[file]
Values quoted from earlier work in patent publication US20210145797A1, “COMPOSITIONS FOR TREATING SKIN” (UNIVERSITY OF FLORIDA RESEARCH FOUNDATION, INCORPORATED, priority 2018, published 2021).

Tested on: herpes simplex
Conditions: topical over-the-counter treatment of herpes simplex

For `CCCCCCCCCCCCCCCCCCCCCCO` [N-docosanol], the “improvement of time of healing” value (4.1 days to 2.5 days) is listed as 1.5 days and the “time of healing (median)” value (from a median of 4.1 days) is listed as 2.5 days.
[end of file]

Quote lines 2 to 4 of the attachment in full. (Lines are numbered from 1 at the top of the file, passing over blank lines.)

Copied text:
Tested on: herpes simplex
Conditions: topical over-the-counter treatment of herpes simplex

For `CCCCCCCCCCCCCCCCCCCCCCO` [N-docosanol], the “improvement of time of healing” value (4.1 days to 2.5 days) is listed as 1.5 days and the “time of healing (median)” value (from a median of 4.1 days) is listed as 2.5 days.